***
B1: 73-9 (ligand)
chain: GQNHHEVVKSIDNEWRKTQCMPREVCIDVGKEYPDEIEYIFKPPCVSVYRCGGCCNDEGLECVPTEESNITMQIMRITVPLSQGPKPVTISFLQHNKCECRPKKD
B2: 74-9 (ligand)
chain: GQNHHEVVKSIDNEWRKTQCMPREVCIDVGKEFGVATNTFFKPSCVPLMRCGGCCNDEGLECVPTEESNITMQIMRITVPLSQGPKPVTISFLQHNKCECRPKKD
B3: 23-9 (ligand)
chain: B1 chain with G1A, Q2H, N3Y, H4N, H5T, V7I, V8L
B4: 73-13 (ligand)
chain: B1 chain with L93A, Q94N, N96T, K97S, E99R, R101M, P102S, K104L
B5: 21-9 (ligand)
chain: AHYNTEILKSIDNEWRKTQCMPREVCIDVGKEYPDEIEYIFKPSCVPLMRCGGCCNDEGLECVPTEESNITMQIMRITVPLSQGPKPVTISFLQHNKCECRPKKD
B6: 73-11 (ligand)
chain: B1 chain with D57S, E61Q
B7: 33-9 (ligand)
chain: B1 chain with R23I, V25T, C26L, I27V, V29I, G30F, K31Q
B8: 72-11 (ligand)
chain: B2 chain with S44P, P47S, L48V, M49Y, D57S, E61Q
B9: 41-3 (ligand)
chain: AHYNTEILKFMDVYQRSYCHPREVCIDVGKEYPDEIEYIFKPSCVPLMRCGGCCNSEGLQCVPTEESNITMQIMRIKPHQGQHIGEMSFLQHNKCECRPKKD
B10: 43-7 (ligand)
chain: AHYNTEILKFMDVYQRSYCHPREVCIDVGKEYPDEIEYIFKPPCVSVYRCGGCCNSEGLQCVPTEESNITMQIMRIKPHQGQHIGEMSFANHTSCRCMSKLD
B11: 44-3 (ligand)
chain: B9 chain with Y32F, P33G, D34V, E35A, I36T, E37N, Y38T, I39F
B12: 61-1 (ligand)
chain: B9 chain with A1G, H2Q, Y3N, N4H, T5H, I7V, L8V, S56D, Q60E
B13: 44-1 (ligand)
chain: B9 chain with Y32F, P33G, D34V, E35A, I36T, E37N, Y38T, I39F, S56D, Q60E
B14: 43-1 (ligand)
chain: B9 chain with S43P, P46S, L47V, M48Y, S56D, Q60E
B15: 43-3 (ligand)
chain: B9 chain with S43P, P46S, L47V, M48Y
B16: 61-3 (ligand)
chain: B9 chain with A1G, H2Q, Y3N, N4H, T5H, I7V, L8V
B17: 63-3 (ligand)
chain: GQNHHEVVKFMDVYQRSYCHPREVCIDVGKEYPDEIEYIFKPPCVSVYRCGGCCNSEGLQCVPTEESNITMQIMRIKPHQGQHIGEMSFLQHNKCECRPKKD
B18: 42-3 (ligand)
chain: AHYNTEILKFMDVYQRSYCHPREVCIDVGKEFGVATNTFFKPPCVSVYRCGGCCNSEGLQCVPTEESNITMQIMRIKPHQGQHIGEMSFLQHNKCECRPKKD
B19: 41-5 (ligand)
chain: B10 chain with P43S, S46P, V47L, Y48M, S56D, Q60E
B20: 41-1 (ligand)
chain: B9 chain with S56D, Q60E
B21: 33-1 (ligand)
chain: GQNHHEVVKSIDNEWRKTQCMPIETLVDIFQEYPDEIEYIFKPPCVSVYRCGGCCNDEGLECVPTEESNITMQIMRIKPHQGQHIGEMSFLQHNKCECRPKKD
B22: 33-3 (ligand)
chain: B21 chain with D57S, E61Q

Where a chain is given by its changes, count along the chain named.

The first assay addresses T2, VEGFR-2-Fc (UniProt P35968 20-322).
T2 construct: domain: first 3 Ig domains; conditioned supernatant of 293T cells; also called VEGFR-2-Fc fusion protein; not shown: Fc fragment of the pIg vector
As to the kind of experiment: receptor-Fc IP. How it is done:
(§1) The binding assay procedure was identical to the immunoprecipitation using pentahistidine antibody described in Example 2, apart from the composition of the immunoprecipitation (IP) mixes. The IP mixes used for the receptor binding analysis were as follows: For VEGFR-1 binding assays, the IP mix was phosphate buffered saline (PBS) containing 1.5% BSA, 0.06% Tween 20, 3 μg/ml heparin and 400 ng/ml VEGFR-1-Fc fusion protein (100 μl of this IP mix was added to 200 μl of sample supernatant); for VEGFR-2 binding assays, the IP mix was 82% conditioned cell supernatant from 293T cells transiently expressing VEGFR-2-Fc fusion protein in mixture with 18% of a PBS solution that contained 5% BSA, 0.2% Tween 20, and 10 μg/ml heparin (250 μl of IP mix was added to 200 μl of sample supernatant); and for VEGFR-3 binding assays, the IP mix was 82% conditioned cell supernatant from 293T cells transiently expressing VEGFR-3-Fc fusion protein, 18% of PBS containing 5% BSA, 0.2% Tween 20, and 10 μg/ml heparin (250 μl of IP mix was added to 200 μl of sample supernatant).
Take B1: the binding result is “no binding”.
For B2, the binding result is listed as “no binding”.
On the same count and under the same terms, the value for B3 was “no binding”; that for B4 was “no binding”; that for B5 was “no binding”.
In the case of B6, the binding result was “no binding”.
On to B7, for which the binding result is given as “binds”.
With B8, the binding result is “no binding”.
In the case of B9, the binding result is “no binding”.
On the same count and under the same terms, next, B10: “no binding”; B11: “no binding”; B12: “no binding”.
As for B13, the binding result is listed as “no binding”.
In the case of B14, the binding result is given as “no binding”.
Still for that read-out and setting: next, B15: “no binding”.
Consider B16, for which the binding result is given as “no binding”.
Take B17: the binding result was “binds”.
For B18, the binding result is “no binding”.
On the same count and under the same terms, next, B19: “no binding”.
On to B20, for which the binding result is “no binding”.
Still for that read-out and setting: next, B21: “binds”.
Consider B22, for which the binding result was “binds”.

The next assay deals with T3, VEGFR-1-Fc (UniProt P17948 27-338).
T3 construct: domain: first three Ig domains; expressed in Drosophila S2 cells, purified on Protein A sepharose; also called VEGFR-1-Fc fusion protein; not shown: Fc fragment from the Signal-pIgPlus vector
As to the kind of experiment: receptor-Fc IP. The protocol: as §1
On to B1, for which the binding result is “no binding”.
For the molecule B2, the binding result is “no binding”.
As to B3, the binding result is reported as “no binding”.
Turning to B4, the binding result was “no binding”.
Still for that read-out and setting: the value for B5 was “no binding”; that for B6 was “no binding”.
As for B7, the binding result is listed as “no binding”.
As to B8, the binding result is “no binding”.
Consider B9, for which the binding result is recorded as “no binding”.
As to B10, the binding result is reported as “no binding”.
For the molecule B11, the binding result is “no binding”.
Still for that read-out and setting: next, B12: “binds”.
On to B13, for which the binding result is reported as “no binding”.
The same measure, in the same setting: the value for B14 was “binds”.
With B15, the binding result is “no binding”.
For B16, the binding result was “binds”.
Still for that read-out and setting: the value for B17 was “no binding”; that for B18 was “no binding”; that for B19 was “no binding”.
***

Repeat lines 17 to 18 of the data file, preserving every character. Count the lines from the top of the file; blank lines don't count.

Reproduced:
B9: 41-3 (ligand)
chain: AHYNTEILKFMDVYQRSYCHPREVCIDVGKEYPDEIEYIFKPSCVPLMRCGGCCNSEGLQCVPTEESNITMQIMRIKPHQGQHIGEMSFLQHNKCECRPKKD